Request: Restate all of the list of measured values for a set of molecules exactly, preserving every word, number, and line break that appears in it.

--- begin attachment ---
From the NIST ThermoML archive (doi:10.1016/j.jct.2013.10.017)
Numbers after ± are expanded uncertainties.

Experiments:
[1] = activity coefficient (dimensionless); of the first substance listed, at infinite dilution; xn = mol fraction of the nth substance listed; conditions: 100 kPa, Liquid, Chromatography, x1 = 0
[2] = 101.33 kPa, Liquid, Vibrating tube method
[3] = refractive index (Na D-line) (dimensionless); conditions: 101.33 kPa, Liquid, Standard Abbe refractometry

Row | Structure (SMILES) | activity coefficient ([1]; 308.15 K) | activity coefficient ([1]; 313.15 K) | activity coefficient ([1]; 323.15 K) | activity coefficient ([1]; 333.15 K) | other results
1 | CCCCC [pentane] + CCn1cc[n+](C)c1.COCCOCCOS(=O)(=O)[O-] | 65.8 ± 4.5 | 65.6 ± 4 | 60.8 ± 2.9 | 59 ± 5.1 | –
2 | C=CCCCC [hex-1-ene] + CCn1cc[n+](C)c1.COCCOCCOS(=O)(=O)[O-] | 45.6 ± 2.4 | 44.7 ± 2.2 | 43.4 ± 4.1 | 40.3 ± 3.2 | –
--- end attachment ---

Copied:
From the NIST ThermoML archive (doi:10.1016/j.jct.2013.10.017)
Numbers after ± are expanded uncertainties.

Experiments:
[1] = activity coefficient (dimensionless); of the first substance listed, at infinite dilution; xn = mol fraction of the nth substance listed; conditions: 100 kPa, Liquid, Chromatography, x1 = 0
[2] = 101.33 kPa, Liquid, Vibrating tube method
[3] = refractive index (Na D-line) (dimensionless); conditions: 101.33 kPa, Liquid, Standard Abbe refractometry

Row | Structure (SMILES) | activity coefficient ([1]; 308.15 K) | activity coefficient ([1]; 313.15 K) | activity coefficient ([1]; 323.15 K) | activity coefficient ([1]; 333.15 K) | other results
1 | CCCCC [pentane] + CCn1cc[n+](C)c1.COCCOCCOS(=O)(=O)[O-] | 65.8 ± 4.5 | 65.6 ± 4 | 60.8 ± 2.9 | 59 ± 5.1 | –
2 | C=CCCCC [hex-1-ene] + CCn1cc[n+](C)c1.COCCOCCOS(=O)(=O)[O-] | 45.6 ± 2.4 | 44.7 ± 2.2 | 43.4 ± 4.1 | 40.3 ± 3.2 | –